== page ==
I'll use a different perspective on the Infinite Monkey Theorem here: Execution without ideas is like you having an infinite amount of monkeys randomly typing text, but without any idea of what to do. Chances are they will give you a centillion (10^303) worthless papers before you get your first "William Shakespeare's work".

You can make the most advanced, reliable, visually appealing chess game ever made; You will still not rise much higher than any other professional chess game currently on market. The reason is, even tough the execution could hardly be any better, the project's goal, the idea, is terrible if you consider how many professional chess games are out there and how much the execution costs compare to those.


Much like execution is nonexistent (or otherwise waste of resources) without an idea behind it, ideas that are never executed are also worthless; If they never turn real, they are a waste of thought and time.

Execution is what gives physical form to any idea. In a sense, the execution is an idea's body. Some people will hate me for giving this example in this way, but, an idea without a good execution is like Stephen Hawking: "Brilliant indeed, but still looks retarded."

Finally, in today's market for games or whatever software really, you will need both to be good in order to be successful. Too many people in too many places have too many ideas and/or too much time and money to work on them. And finding something that has not yet been done (and done well), although still not too hard, is not a simple task.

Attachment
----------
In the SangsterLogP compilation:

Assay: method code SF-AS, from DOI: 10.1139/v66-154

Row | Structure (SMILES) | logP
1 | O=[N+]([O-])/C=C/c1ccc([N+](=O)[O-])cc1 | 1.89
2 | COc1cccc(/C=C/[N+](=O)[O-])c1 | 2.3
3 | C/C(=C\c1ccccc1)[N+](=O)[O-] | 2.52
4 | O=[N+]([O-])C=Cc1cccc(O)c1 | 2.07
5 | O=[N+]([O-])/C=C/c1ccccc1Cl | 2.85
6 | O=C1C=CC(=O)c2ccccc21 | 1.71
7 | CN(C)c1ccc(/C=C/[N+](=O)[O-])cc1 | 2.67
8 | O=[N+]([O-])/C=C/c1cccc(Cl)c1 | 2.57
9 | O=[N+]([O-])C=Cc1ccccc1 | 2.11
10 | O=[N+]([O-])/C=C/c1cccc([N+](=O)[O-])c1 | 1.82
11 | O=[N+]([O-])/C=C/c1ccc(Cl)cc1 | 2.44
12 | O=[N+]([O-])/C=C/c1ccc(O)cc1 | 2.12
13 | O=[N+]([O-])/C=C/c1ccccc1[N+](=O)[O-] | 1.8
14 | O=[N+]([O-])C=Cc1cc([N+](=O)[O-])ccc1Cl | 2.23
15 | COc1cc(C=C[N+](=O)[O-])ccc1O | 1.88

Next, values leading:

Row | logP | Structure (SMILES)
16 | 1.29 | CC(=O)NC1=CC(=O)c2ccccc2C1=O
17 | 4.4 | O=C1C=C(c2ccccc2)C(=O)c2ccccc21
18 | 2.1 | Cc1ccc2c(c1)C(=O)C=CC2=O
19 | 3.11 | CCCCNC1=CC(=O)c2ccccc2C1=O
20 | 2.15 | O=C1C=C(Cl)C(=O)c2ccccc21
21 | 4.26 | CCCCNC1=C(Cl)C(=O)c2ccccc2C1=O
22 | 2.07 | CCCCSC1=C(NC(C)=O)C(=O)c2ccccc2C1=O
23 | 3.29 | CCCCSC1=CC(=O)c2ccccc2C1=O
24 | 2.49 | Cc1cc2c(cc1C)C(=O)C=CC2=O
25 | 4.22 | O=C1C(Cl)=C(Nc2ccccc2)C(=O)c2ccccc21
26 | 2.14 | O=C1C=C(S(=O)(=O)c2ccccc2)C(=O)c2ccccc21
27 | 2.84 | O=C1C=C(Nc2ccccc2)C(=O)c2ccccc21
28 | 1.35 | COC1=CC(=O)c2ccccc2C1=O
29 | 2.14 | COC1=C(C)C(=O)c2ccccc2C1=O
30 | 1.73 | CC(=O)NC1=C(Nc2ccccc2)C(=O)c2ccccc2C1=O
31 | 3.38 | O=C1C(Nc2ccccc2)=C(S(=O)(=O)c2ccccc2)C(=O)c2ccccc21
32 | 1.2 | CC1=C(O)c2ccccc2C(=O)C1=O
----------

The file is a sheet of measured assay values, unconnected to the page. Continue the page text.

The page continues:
[Additional section] The devil's lawyer (Idea's defense):

I don't know if this is true for all successful games, but every single successful game I know about has an excellent idea behind it!

Many fellow answers here give examples of "why execution is far more important than the ideas behind them", that are missing a very important point:

There is a difference between general-concept ideas, and ideas for distinctive characteristics.

Most (if not every) successful games have distinctive characteristics that make them essentially different from other games of the same genre.

For example, even tough many FPS games have the same "soldier in WW2" concept, successful ones that do not have a distinctive characteristic are extremely rare, in case any even exists.

The idea that makes a game successful is usually not that of it's top-level general-concept, but those of it's characteristics and smaller concepts that make it different.

Take the multi-player gameplay of Counter-Strike: Source and Call Of Duty: Modern Warfare (1), for example; Both of them are First-Person-Shooters of quite the classic essentials; They are not very different from a shooter's perspective.

Essentially, you have modern guns, a scenario to use, and enemies to shoot, in both games. But can you call them the same? Far from that, right? Well, take graphics, physics and even sound out of the equation; Are they still different? Sure are, aren't they? So here is the golden question: What exactly makes them actually different to the players?

Well, the answer to that is: "Mostly, the way you acquire your weapons, and the way you respawn".

  • In CS:S, weapons are acquired per-match with currency acquired per-round; and spawning is round-based (obeys a "hardcore" style), and dying in a round means you will only re-spawn at the start of the next.